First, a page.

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The Nine Realms Art Workshop Special

16 Oct

 

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We ran two workshops in The Gallery at Hanse House on the 4th day of The Nine Realms: a Norse-themed poetry workshop in the morning, and an art workshop experimenting with the printing technique of monotypes in the afternoon.  Both workshops were facilitated by creatives involved in The Nine Realms project: poet, Rebecca Audra Smith and artist, Robert Fitzmaurice.

What you’ll find below is the second of of the 2 post specials on the workshops. This week we’re focusing on the art workshop with a written exploration of the whole workshop process by Robert Fitzmaurice. 

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Background

As one of the participating artists in The Nine Realms project I was pleased to be invited to deliver a monotype workshop. It was planned to take place on the last day of the Hanse House event and be offered free to any members of the public who wished to attend. Norse mythology is full of bold words and images, so following on from a poetry workshop in the morning which had been held by Rebecca Audra, an afternoon of uninhibited image-making made perfect sense.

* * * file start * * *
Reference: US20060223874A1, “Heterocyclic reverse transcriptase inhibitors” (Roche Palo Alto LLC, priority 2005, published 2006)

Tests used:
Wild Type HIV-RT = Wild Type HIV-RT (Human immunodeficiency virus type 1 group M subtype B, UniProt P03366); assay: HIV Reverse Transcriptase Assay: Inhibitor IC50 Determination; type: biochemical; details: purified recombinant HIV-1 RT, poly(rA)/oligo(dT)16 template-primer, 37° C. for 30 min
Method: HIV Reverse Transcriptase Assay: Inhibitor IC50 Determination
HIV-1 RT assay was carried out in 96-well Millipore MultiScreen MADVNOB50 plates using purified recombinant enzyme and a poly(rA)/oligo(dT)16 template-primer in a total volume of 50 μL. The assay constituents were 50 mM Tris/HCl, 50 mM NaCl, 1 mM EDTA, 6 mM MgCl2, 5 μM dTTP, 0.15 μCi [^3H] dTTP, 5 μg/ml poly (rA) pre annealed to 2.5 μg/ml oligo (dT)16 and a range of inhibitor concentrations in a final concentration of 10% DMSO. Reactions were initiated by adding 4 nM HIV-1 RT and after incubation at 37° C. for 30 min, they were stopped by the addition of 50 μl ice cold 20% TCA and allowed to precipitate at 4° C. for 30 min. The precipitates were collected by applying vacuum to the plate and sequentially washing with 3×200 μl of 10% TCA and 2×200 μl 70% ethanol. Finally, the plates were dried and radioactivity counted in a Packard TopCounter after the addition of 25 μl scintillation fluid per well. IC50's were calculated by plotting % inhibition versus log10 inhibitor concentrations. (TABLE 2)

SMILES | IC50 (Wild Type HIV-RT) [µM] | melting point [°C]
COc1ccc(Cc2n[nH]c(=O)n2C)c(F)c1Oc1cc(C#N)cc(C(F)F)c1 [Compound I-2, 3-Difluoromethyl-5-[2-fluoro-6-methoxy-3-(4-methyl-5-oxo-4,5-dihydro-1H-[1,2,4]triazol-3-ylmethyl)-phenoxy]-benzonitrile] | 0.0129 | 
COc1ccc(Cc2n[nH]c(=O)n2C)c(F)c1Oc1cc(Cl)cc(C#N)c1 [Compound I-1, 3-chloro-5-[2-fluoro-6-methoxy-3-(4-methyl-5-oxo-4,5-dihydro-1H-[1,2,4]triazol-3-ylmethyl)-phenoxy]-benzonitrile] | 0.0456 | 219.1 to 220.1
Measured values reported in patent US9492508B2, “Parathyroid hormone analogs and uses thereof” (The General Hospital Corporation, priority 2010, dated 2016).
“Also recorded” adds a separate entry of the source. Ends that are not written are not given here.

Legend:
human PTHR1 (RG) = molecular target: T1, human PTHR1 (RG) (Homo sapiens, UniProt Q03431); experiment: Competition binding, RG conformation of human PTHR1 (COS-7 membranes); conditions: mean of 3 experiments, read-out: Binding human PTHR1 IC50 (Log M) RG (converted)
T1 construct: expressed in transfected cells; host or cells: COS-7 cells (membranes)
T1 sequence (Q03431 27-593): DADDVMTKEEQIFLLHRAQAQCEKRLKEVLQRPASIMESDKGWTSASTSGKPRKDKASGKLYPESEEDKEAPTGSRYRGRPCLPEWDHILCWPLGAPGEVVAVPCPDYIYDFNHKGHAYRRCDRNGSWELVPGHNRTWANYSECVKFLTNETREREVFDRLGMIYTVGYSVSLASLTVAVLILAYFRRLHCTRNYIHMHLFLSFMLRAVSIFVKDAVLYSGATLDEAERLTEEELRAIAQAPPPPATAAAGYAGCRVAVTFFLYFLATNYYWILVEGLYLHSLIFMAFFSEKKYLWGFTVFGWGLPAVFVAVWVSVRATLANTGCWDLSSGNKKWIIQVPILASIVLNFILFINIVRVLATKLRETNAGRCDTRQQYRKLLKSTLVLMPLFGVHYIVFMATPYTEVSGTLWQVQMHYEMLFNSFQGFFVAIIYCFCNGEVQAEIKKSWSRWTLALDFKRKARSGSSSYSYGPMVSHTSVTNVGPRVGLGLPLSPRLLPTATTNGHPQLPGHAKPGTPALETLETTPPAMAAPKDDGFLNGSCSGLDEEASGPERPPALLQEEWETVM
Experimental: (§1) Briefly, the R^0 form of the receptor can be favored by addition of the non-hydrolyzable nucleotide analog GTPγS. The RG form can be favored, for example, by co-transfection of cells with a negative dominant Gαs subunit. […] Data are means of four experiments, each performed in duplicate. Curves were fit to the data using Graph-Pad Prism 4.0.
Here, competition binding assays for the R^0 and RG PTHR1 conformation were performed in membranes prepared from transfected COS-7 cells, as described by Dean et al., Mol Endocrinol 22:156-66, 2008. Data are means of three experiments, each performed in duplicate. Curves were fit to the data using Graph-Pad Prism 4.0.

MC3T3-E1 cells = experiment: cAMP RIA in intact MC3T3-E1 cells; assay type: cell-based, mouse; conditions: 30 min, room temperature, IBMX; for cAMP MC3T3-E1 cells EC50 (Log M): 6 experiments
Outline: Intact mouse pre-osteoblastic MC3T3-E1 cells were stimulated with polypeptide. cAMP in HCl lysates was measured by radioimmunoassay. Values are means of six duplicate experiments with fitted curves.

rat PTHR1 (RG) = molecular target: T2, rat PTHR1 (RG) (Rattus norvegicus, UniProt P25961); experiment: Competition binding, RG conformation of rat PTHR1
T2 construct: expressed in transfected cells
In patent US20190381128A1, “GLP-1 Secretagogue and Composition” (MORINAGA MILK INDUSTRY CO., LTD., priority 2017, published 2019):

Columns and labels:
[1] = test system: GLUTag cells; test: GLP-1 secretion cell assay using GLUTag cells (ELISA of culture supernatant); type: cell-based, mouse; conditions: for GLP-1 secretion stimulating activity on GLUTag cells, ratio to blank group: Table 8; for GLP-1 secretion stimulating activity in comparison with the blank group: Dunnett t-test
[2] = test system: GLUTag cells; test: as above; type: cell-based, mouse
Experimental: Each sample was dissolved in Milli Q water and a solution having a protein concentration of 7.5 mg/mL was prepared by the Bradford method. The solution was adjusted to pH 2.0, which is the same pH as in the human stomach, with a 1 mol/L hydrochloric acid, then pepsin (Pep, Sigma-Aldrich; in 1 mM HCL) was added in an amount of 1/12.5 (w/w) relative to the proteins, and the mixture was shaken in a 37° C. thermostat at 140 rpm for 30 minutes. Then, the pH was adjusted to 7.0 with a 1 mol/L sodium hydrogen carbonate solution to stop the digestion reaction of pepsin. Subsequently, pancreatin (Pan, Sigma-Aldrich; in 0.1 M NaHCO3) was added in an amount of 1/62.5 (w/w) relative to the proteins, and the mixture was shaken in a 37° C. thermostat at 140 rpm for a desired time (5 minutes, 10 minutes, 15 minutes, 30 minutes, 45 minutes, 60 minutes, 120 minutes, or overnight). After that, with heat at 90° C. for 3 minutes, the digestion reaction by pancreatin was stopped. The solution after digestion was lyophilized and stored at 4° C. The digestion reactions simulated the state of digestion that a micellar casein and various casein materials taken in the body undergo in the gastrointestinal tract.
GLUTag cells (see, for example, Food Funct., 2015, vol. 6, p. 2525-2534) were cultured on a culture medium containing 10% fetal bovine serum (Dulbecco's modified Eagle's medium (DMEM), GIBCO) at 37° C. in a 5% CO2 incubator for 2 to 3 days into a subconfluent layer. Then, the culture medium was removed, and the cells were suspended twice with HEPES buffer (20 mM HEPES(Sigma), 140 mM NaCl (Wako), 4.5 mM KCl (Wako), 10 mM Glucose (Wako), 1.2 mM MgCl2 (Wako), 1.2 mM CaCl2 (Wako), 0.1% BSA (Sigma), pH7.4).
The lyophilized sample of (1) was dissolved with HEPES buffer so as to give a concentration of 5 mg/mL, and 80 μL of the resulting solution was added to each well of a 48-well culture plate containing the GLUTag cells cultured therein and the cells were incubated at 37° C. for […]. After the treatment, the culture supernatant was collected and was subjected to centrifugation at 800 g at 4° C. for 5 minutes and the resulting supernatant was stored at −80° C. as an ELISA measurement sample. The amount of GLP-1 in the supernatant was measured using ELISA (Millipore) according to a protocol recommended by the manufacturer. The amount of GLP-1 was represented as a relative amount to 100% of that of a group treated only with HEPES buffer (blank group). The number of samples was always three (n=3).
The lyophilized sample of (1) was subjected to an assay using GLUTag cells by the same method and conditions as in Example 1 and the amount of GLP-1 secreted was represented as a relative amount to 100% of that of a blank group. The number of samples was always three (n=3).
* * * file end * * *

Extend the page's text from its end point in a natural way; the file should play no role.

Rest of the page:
Most printmaking techniques rely upon a reusable matrix (e.g. an engraved, or etched plate), which can be repeatedly inked to produce a series of identical, or nearly identical, images. In contrast a monotype image derives from an unfixed ephemeral matrix (e.g. a sheet of glass or aluminium) on which the image to be printed is created and manipulated. Sometimes the monotype artist will get a second impression, termed a ghost print, which they then develop further with a variety of media. Degas is one such artist who adopted this approach.

Similarly in my own practice I have often turned to monotypes to unlock new motifs and generate new ideas that can be turned into paintings. Unlike other forms of printmaking the results come relatively quickly and quite often unexpectedly. I think this is the key thing about monotype, that one is liberated from those very rigorous processes normally associated with printmaking to focus purely upon image generation. In essence it is an act of unlocking.